In its first meeting of the new year and one of its lengthier meetings in recent memory, the Porterdale City Council approved the rezoning of a 0.89 acre parcel of land along the Covington Bypass to accommodate the construction of Newton County’s newest Waffle House.
During the meeting, which lasted more than two hours and included a work session, the council voted unanimously, with conditions, to approve the change to the parcel located on the Bypass at State Road 81 from Agricultural General (AG) to Commercial General (CG).
The zoning change vote provided the council members the opportunity to have their concerns about the construction of the restaurant and its impact on the aesthetics of the city and quality of life for its residents addressed in writing.
“It’s being positioned so that there will be a really good buffer between the alley. The grassy area and the tree area will remain,” Porterdale Mayor Arline Chapman said, “It will not impact people who have enjoyed the wooded area behind their homes.”
“Do we have all of that in writing?” Councilwoman Linda Finger asked.
Finger, and other members expressed concern that the buffers, along with aesthetic features including the four-sided brick veneer for the building and awning colors that had reportedly been agreed to by Waffle House, had not been specifically addressed on the site survey they saw at the meeting.
It was suggested that the rezoning could be approved without stipulations for buffers and architectural concerns, with the understanding that those issues could be addressed at a later date.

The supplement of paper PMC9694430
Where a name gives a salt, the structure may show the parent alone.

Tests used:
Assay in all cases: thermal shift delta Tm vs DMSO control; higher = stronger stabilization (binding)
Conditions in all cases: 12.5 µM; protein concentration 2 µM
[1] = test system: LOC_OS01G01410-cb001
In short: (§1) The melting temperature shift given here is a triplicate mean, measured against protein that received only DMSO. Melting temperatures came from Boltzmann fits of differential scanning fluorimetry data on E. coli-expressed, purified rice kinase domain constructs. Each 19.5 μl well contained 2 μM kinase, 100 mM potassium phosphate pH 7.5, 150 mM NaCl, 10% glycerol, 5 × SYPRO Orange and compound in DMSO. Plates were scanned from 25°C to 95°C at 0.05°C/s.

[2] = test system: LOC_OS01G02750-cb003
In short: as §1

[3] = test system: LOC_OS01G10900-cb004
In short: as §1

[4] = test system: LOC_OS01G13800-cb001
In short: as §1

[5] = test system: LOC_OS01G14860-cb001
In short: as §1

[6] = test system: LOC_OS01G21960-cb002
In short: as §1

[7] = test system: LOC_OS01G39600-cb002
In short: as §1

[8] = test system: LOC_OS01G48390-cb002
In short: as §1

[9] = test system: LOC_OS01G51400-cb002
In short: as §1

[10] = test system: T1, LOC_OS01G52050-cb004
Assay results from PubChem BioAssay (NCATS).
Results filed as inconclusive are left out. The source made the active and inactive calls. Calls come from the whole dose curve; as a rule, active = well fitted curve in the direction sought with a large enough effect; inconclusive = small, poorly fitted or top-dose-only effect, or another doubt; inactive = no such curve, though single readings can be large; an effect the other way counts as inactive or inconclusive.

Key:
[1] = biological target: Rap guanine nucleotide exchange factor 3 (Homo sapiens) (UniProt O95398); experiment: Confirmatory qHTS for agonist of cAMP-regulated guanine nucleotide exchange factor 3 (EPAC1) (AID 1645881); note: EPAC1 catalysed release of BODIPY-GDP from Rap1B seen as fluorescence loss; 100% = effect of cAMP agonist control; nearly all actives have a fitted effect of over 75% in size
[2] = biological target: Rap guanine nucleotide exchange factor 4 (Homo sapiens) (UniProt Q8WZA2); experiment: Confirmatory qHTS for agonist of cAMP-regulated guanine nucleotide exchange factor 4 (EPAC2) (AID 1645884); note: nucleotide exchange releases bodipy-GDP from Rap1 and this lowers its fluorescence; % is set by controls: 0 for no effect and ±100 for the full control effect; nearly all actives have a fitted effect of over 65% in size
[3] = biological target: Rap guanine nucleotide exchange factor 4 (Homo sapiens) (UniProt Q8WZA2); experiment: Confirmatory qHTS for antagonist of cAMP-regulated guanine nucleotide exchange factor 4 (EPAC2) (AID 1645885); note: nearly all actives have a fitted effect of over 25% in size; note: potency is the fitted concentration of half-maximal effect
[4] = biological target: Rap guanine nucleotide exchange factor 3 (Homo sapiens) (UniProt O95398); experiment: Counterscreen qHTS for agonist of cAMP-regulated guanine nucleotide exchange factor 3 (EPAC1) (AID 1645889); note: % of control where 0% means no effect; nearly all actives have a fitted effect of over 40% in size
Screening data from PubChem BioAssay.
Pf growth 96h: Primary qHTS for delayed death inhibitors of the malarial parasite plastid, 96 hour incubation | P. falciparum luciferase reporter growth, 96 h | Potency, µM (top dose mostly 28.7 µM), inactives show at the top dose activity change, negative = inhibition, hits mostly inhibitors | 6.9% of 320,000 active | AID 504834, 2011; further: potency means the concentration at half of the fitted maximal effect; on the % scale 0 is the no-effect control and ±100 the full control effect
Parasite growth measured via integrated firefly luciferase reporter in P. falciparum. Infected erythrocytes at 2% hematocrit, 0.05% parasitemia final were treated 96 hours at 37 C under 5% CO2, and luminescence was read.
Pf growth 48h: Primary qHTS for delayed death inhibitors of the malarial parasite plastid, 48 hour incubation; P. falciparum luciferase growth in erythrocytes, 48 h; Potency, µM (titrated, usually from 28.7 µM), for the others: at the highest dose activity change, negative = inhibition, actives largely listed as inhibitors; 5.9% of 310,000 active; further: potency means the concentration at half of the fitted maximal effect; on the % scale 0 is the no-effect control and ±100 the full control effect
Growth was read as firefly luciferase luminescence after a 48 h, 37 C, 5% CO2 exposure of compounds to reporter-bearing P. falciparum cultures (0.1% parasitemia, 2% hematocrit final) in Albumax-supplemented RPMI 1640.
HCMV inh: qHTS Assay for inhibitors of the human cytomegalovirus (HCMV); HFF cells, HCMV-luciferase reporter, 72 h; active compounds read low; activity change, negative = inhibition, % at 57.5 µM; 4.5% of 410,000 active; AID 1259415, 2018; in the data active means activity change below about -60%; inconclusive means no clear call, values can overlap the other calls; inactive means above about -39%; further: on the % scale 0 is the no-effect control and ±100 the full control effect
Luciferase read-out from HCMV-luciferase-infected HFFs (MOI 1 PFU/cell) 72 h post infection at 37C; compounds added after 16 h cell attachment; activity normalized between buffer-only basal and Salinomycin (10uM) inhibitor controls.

Council members disagreed with that approach. There was concern that approving the zoning change without actually specifying how the property would be used and what it would look like could prove problematic later.
“If we vote tonight to rezone it, it’s rezoned. We don’t have architectural control over what someone decides to build,” Councilman Lowell Chambers said.“He can come back and say, ‘I’m going to build a gas station there’ if we just rezone it.”
There was also discussion of sending the request back to the Planning and Zoning committee to have any concerns addressed. The council, however, was working against the 60-day window for approving the zoning request. Had the request, which was submitted Nov. 21, 2016, not been approved or denied within the 60-day window, it would have been deemed approved, according to City Attorney Tim Chambers. .
Another suggestion was to stretch the time by denying the request and having Waffle House reapply. Chapman strongly disagreed with that approach.
“We are trying to play hardball with a major national company,” she said, “They will tell us what we can do with that land before this is over with. We don’t have the upper hand. I’m not saying that we need to capitulate to them, but I’m saying that we need to work it out. We’ve got to work with them.”
Members agreed and compiled a list of conditions to be included in the language for rezoning the parcel.
- The use of the property shall exclusively be Waffle House Restaurant
- The building shall be four-sided red brick
- The awnings and canopies shall be one of the following colors: grey, red, brown and/or rust
- A pedestal sign shall be used at the road to match the building
- Parking shall have internal circulation with the ability to connect to future, adjacent properties
- Twenty-five-foot buffers on adjoining residential properties with 12-15 foot mixed evergreens, excluding Leyland Cypress trees
- A detention/retention pond to be in the rear of the building
Porterdale City Manager Bob Thomson said Thursday that he is not anticipating Waffle House will have any problems with the conditions attached to the rezoning approval. Thomson also said an arborist, working through the city, will be working with Waffle House to pick out the appropriate evergreens to be planted in the buffers.